There was a time, not so long ago, when travelling to the Poles was the harsh experience of the adventurer or the exotic privilege of a few well-placed researchers and bureaucrats. Today, Antarctica and its High-Arctic, counterpart has become more easily accessible. Yet, they remain outside the imaginary of a majority of travel consumers. The polar regions fascinate and crystallise this age's infatuation for the, green outdoors.' A number of holiday-makers, nowadays, claim the right to visit environments of outstanding beauty, often at high costs. Indeed, the most remote wildernesses of the planet are increasingly becoming magnets for nature lovers as well as for small and big adventurers who claim to reach the ends of the geographical world to establish a reconnection with nature.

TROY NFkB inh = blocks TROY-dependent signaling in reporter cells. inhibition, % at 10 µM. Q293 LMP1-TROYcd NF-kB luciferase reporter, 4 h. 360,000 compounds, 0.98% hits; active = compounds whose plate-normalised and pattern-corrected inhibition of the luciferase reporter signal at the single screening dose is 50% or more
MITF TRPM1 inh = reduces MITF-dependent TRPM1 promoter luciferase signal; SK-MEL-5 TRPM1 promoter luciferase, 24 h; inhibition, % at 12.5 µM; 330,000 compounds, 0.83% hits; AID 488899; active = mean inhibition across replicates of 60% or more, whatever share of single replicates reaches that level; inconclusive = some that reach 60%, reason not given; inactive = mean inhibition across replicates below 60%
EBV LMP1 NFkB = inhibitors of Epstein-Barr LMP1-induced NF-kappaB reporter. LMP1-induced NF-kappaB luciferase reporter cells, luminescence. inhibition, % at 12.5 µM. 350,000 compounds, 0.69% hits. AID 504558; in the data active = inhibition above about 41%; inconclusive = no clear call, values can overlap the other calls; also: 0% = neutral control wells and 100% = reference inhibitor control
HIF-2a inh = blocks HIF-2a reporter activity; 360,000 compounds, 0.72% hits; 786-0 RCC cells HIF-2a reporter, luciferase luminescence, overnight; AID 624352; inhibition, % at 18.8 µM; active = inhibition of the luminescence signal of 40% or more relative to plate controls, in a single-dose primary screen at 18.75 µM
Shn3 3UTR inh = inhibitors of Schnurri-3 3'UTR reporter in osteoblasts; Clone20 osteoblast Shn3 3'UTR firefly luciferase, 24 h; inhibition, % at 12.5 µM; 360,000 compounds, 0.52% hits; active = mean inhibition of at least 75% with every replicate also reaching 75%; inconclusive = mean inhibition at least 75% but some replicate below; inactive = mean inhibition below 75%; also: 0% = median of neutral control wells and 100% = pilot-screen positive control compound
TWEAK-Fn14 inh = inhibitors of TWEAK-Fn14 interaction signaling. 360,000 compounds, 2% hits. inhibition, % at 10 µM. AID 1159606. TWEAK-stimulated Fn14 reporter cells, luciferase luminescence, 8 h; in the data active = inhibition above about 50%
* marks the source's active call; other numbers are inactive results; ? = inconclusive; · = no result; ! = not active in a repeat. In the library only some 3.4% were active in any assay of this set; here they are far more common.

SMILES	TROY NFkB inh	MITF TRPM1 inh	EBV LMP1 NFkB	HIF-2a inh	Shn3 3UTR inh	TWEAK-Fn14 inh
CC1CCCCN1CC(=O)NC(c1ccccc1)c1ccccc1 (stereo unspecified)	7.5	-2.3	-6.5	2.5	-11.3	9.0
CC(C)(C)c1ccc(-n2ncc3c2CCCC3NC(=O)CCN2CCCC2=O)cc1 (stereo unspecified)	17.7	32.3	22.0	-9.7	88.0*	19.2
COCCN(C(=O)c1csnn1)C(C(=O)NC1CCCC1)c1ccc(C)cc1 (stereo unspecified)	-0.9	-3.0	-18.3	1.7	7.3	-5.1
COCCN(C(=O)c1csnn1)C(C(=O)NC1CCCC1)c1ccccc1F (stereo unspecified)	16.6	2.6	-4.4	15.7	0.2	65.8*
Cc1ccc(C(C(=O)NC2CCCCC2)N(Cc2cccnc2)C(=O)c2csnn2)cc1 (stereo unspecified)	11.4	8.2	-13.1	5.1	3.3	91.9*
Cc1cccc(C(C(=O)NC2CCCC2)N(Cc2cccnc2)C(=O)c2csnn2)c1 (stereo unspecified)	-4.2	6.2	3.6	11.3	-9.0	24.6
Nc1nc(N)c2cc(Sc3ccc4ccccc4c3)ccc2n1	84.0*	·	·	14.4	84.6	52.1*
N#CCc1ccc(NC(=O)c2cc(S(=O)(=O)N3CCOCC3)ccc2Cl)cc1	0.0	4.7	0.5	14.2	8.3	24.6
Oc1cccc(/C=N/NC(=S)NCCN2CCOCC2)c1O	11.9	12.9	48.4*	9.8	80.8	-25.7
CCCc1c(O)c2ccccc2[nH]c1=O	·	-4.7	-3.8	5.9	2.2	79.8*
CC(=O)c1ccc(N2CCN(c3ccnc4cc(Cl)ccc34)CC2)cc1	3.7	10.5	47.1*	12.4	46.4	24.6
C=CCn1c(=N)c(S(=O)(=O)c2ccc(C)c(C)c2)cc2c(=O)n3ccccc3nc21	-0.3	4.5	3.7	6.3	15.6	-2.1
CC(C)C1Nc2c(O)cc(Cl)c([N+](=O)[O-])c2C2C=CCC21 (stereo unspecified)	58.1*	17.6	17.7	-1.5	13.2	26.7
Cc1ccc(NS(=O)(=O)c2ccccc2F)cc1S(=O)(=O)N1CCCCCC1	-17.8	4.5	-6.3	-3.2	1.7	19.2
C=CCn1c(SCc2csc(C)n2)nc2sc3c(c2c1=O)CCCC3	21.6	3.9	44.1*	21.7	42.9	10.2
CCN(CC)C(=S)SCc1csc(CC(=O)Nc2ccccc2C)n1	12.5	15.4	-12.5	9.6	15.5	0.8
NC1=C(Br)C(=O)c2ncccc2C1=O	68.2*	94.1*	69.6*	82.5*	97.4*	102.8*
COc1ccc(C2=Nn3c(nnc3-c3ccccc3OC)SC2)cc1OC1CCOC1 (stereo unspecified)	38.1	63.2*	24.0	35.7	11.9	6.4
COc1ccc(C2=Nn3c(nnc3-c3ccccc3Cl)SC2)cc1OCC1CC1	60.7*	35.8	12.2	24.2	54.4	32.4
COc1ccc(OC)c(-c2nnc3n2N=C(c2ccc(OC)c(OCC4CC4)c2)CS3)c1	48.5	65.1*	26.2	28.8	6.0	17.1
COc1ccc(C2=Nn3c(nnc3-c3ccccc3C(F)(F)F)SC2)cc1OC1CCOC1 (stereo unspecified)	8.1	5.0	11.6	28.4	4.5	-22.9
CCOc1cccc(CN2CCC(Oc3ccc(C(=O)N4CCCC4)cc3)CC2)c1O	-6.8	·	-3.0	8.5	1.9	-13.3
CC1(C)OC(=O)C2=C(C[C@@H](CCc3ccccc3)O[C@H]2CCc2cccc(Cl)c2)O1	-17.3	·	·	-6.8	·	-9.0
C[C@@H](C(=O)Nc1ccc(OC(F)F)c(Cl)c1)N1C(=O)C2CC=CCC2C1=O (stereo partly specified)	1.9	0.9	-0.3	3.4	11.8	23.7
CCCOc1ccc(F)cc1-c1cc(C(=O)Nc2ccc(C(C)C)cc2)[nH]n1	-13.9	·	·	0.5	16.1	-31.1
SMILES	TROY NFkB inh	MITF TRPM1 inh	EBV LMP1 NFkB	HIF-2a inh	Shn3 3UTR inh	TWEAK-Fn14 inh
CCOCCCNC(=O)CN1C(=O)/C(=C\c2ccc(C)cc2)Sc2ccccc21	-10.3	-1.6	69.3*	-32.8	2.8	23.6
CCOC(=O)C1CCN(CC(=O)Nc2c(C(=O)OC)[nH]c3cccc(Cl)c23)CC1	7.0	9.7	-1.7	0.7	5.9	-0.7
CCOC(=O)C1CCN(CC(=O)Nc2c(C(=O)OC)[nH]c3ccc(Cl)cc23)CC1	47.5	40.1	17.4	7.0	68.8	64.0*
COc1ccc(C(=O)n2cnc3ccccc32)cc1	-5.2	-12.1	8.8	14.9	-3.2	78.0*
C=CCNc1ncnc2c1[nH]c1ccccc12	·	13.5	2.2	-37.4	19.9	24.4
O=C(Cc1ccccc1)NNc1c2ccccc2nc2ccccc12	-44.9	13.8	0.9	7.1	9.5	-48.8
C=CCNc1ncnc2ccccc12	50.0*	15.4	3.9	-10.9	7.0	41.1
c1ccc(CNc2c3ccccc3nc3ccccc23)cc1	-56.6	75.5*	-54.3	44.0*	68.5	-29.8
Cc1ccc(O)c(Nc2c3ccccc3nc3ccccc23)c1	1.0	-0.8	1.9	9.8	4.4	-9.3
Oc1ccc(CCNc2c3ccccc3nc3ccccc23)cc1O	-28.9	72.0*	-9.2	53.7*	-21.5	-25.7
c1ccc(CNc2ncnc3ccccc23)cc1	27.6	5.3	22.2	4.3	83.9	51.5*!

Taking the case of ship-based polar tourism, this study examines the relationship between people and nature. It investigates the motivations of the tourists of the geographical extremes by looking at who they are and what drives them to venture thousands of kilometres from the safety and comfort of their homes to experience what appears to be a (limited) world of ice and snow. This thesis argues that the people's interest for nature has little to do with their love for nature. Conversely, this study argues that nature and wilderness are rather used as a medium in the search for a degree of, authenticity,' and perhaps even spirituality, in the face of the alienation which results from an extreme degree of modernity. As such, nature and wilderness rather symbolise the search for a temporary relief from the modern world we live. Along the way, the study illustrates how the popular concepts of nature and wilderness are constructed and their impact on the representativeness of the Arctic and Antarctic in the cultural imaginary. Transformed and codified into places of travel consumption, the last wildernesses, and the polar regions especially, become playgrounds where one travels to acquire cultural and social capital, through the performance of a rite of passage. Through a qualitative approach, using field observations and interviews with tourists encountered on ships cruising in the Russian and Canadian Arctic, in Northern Finland and in the Antarctic, this study is an attempt to understand the Nature of Nature Tourism.
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